The legislation is a recalibration of the well-known ‘Beckham Law’.

The original measure was a tax-decree aimed at foreigners living in Spain created in 2005 that got its name due to the famous England and former Real Madrid footballer David Beckham being one of the first people to take advantage of it. 

Regardless of when the new legislation actually comes into force for the first time, Spain will finally have a law directly aimed at the particularities of small technology-based companies.

The new ‘Startups Law’ hopes to attract foreign companies and talent, making it easier for startups to choose Spain by giving them incentives such as tax reductions. 

READ MORE: Spain’s new tax rates for the self-employed from 2023 onwards

Who will be able to benefit from Spain’s new Startups Law?

The Startups Law is open to anyone from the EU or third countries, as long as they haven’t been resident in Spain in the five previous years. It will allow them to gain access to a special visa for up to five years. 

This visa will be open to executives and employees of startup companies as well as investors and remote workers, in addition to their family members.

Self-employed workers will have three chances to make it work

The failure of a business is something that is being contemplated for the first time in legislative text in Spain.

The startup bill will make serial entrepreneurship easier, meaning that a freelancer who has started a business which ultimately doesn’t work, can try again and can continue to benefit from the advantages. Specifically, entrepreneurs are allowed to benefit from the Startups Law up to three times.

Deduction in Corporation Tax 

It will give startups and investors a reduction in Corporation Tax from the current 25 percent to 15 percent. 

The elimination of obstacles for foreign investment 

One of the main problems foreign investors encounter when they want to invest in a Spanish startup is bureaucracy.

As a result of this, the new law aims to eliminate the obligation for international investors to request a NIE (foreigner ID number) to carry out this type of business. Both investors and their representatives will only need to obtain Spain’s tax identification numbers (NIFs).

Fortunately for budding entrepreneurs, the Startups Law will work retroactively, meaning that those who have started a new company before the legislation comes into force (expected in September but not confirmed) can benefit from its advantages provided they meet the requirements.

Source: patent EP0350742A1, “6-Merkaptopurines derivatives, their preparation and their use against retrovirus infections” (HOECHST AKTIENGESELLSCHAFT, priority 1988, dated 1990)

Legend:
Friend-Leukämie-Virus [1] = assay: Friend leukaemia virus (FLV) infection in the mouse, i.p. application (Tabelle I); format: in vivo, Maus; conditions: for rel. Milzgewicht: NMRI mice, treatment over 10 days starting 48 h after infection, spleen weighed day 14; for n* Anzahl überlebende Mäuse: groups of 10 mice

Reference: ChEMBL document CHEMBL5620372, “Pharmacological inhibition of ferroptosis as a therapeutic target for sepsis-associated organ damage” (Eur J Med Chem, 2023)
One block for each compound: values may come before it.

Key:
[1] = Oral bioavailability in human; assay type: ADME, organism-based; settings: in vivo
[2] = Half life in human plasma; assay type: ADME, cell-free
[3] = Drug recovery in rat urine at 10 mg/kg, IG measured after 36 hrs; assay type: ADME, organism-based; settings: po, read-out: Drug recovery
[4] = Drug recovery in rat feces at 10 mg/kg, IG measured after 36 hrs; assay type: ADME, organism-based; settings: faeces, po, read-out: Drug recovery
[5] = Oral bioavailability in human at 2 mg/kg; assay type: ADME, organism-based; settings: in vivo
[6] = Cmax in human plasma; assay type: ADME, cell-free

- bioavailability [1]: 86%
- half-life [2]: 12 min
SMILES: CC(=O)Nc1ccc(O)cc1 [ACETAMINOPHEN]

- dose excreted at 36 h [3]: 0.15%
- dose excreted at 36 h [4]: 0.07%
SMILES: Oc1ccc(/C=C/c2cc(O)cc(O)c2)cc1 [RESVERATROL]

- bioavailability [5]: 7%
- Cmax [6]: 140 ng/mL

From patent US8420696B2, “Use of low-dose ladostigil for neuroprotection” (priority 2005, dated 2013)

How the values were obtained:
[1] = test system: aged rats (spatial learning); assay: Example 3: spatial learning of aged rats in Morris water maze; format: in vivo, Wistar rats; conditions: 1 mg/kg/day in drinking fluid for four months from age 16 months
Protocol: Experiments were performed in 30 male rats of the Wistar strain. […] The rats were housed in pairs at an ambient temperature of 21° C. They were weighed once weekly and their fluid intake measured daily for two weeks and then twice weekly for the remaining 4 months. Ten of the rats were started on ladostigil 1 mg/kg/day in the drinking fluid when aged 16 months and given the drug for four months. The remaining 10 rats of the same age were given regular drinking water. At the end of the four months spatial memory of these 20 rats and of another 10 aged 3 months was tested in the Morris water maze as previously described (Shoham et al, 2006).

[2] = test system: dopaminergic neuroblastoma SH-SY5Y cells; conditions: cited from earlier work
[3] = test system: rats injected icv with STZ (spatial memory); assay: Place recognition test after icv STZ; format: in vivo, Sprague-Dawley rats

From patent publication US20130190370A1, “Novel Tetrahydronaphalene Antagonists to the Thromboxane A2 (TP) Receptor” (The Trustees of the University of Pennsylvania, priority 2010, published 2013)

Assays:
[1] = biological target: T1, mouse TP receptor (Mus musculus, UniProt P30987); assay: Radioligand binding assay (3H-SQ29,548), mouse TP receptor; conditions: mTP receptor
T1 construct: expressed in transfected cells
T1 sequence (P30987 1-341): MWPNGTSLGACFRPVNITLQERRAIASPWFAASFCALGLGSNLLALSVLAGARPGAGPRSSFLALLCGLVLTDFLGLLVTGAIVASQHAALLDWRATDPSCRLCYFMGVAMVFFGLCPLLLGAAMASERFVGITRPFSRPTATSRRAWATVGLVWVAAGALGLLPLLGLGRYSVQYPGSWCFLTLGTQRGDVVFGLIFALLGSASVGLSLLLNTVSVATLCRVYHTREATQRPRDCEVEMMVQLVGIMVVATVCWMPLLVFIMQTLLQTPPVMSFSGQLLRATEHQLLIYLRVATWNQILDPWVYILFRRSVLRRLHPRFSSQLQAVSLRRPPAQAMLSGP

The new law does have some specific requirements, however. You can find a full Spanish government summary of the legislation here, but The Local has outlined the major criteria for you below.

READ ALSO: The tax cuts and other benefits Spain’s new Startups Law will bring to entrepreneurs

Requirements

Up and coming companies 

Companies wanting to take advantage of the new Startup law must be relatively new companies – founded in the last five years. They also must not have been created as part of restructures or rebrands, or have been divisions of another company or acquired through mergers.

In the case of startups in the biotech and energy sectors the limit is extended slightly to seven years.

Innovation

Start-ups must be considered innovative. The business must be trying to solve a problem or improve an existing situation. An agency will be created to accredit both this status and that of an ’emerging’ company: ENISA.

Dividend distribution 

Start-ups benefiting from the new law must not distribute dividends for as long as the law is in force. Furthermore, for tax purposes, the start-up must be permanently based in Spain.

Spanish contracts

Similarly, 60 percent of a company’s workforce must have employment contracts in Spain. 

Turnover 

To qualify for the new start-up law and special visas that come with it, companies must not exceed an annual turnover of €5 million.

Stock market

To qualify for the law, companies must be unlisted on the stock market.